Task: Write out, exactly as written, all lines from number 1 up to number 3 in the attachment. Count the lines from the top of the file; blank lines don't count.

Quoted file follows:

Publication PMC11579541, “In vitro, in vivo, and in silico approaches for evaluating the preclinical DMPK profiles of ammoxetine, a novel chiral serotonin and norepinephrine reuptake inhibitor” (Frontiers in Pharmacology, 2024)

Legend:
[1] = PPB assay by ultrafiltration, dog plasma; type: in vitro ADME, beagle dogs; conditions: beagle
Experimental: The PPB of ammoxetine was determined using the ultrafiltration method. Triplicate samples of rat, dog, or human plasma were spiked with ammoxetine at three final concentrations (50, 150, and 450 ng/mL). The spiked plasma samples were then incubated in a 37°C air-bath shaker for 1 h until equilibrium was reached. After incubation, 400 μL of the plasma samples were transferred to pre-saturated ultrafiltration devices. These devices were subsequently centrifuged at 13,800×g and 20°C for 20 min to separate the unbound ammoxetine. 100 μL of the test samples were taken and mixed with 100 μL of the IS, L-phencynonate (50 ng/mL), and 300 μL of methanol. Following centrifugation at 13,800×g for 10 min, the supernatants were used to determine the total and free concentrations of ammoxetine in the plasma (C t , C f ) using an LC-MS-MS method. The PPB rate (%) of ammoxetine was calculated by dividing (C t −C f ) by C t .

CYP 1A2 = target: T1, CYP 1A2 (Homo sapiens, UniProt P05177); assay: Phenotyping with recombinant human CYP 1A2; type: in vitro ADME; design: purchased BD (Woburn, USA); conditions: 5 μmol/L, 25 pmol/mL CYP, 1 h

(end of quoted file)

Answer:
Publication PMC11579541, “In vitro, in vivo, and in silico approaches for evaluating the preclinical DMPK profiles of ammoxetine, a novel chiral serotonin and norepinephrine reuptake inhibitor” (Frontiers in Pharmacology, 2024)

Legend:
[1] = PPB assay by ultrafiltration, dog plasma; type: in vitro ADME, beagle dogs; conditions: beagle